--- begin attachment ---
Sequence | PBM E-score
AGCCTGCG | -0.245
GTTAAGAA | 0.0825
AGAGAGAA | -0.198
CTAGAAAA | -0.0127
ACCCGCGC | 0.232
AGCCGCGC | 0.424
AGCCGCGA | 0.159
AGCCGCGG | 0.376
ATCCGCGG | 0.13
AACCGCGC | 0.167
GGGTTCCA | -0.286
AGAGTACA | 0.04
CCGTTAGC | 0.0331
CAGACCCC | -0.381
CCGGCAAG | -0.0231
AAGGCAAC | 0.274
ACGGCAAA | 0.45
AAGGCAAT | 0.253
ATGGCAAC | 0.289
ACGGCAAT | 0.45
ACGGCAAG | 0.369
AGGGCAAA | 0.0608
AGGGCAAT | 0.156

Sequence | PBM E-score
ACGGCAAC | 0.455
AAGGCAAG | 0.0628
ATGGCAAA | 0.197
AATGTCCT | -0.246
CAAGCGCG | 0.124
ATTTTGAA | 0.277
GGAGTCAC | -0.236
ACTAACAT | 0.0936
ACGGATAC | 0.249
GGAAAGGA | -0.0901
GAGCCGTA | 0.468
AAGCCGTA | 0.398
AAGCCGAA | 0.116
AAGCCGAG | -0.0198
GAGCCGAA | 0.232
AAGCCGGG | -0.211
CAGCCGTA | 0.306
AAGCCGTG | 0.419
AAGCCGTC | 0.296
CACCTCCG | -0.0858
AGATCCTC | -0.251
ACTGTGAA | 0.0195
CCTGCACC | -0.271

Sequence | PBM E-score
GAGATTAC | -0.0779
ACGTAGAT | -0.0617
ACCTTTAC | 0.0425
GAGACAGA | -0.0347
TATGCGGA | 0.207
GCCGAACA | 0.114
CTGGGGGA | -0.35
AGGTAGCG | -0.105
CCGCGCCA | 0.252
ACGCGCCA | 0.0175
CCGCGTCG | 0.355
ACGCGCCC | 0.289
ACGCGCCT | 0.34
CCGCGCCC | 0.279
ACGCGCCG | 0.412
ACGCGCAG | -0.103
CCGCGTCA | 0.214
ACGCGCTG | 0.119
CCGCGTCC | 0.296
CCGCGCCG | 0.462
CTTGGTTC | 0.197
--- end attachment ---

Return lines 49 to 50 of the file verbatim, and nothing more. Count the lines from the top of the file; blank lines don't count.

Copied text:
Sequence | PBM E-score
GAGATTAC | -0.0779